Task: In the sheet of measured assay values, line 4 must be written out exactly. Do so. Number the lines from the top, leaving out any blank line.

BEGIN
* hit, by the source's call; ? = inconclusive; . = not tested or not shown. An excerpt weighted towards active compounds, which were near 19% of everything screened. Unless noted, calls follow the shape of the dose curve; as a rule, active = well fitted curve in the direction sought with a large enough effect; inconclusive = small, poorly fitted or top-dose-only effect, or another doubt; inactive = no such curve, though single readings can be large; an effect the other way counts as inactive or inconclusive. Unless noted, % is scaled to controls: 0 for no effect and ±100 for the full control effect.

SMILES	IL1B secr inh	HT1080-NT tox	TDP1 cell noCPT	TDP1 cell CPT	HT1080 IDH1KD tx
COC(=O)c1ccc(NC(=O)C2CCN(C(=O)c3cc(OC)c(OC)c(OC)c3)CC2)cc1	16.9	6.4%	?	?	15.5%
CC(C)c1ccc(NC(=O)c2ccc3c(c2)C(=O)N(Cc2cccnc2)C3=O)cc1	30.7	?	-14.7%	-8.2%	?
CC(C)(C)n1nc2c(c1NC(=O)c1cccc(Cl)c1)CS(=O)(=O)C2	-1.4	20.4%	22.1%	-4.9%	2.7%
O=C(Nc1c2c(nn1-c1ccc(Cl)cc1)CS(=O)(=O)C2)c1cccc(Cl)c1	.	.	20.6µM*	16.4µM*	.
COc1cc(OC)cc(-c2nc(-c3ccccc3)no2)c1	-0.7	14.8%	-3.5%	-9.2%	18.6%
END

CC(C)c1ccc(NC(=O)c2ccc3c(c2)C(=O)N(Cc2cccnc2)C3=O)cc1	30.7	?	-14.7%	-8.2%	?